Frank Gerritz

WALLDRAWINGS
ROugh Cuts
Rough Cuts I and II are notable for their scale, which was larger than any drawing—either on the wall or on paper—Gerritz had done before. Gerritz was questioning how big a drawing could be, wondering when it stops being a drawing and becomes part of architecture. The two drawings faced away from each other on either side of a corner. Since the drawing was on the wall itself, this meant the lines that divided the drawn sections connected to the rest of the room. In this sense,even beyond the fact that there is no paper, nor any frame to delineate an actual edge of the drawing, the drawing was continuous with the room, part of it rather than an object placed in it.
Extract from 'Five Wall Drawings', an essay by Alison Green
Frank Gerritz
Rough Cuts I, 1998
Graphite pencil on wall
180 x 360 cm
Frank Gerritz
Rough Cuts II, 1998
Graphite pencil on wall
180 x 360 cm

Kunsthalle Hamburg, Galerie der Gegenwart Hamburg, Germany
Column Drawing
Frank Gerritz
The Column Drawing, 1992
Graphite pencil on column
400 x circumference 180 cm

Stark Gallery, New York, NY, USA
At the centre of this room was a column and I had to make an art piece out of it!
... we had a restorer sand everything down. I wasn’t interested in the decorative detailing, just the round middle section, which I wanted to turn into a drawing. This 'core' is something, at least for me, which is equally as important as the wall. The column supports the entire building and ties the architecture together.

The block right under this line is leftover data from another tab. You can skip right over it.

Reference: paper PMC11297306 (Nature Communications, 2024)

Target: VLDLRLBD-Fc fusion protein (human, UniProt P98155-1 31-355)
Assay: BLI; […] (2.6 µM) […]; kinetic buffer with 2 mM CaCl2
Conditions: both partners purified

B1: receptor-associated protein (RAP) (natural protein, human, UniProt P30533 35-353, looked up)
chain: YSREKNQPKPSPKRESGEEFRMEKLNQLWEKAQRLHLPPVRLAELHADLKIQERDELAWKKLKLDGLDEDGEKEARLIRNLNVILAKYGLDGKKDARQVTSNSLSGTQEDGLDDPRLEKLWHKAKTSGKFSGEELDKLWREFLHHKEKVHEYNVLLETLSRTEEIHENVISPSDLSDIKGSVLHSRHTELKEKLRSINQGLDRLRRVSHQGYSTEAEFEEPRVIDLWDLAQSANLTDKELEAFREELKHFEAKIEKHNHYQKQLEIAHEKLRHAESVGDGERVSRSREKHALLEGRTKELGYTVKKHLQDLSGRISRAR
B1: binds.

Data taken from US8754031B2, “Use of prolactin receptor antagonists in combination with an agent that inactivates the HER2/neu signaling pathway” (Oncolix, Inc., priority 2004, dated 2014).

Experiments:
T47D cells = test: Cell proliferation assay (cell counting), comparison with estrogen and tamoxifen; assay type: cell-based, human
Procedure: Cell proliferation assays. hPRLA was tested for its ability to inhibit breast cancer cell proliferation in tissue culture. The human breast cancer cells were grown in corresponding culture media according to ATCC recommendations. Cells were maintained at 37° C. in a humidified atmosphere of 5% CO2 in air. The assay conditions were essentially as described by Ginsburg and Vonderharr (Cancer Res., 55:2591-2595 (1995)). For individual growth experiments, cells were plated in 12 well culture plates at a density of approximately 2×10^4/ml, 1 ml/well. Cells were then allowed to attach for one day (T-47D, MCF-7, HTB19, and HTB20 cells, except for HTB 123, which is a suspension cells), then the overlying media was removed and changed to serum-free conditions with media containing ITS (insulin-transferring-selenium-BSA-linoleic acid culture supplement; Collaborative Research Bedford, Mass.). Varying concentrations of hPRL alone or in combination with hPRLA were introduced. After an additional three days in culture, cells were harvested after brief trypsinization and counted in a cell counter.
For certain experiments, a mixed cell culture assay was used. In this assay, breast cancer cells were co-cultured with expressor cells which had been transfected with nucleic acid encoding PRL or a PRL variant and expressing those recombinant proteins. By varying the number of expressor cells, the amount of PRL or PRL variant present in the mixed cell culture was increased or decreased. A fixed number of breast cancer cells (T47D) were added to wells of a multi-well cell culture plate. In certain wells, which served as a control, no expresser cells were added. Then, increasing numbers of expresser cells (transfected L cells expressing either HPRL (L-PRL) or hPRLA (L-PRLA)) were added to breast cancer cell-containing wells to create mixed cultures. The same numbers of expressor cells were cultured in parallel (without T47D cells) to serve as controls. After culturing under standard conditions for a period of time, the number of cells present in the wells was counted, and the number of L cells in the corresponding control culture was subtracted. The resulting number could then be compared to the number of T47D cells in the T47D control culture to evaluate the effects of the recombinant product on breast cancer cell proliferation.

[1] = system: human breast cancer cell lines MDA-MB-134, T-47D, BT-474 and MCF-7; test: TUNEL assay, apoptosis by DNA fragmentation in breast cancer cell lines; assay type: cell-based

At the time I think Alison [Green] remarked that the work was like Brancusi’s Endless Column. Indeed, as the gallery was located on the third floor of an eight floor building,  it would have been possible to repeat the drawing on each floor.

Maybe it was a coincidence, but when I hugged the column I could put my fingers together, the circumference was, yet again 180 cm, a measurement that would come to follow me throughout my work.
center drawing
Frank Gerritz
The Center Drawing, 1994
Graphite pencil on wall
180 x 60 cm

Wynn Karmarsky: The Fifth Floor Foundation, New York, NY, USA
headline
As its title most literally suggests, Headline was drawn according to Gerritz’s already established dimensions for sculptures and drawings. It was at head-height and 20 cm high, a nearly 20 meter-long horizontal scan around the room in the wall space Gerritz would typically use for hanging his drawings
Extract from 'Five Wall Drawings', an essay by Alison Green
Frank Gerritz
Headline, 1995
Graphite pencil on wall
20 x approx. 2000 cm

Kunstraum Neue Kunst, Hannover, Germany
lowdown
Lowdown ... points to an early moment in Gerritz’s life—before his career as an artist—when as a teenager he was active in Hamburg’s Punk scene. Lowdown is a song by the British band Wire, which Gerritz first heard on the compilation album, ‘Live at the Roxy’ (1977). It’s a slow burn of a song, Blues-inflected, keyed low, and repetitive. Gerritz’s drawing, a long, horizontal rectangle set flush with the floor, takes the song’s title literally and also emotes its heavy style. He’s interested that the drawing takes up a space few artworks have ever occupied in the room.

For Gerritz Lowdown also signifies the stage a band plays on, which, like the drawing is about neck high, but never over the head. There are also explicit parallels to be made between “live”versus “studio” music and the differences Gerritz sees between his wall drawings and the works he makes in the studio.
Extract from 'Five Wall Drawings', an essay by Alison Green
Frank Gerritz
Lowdown, 2008
Graphite pencil on wall
160 x 900 cm

Weserburg Museum für Moderne Kunst, Bremen, Germany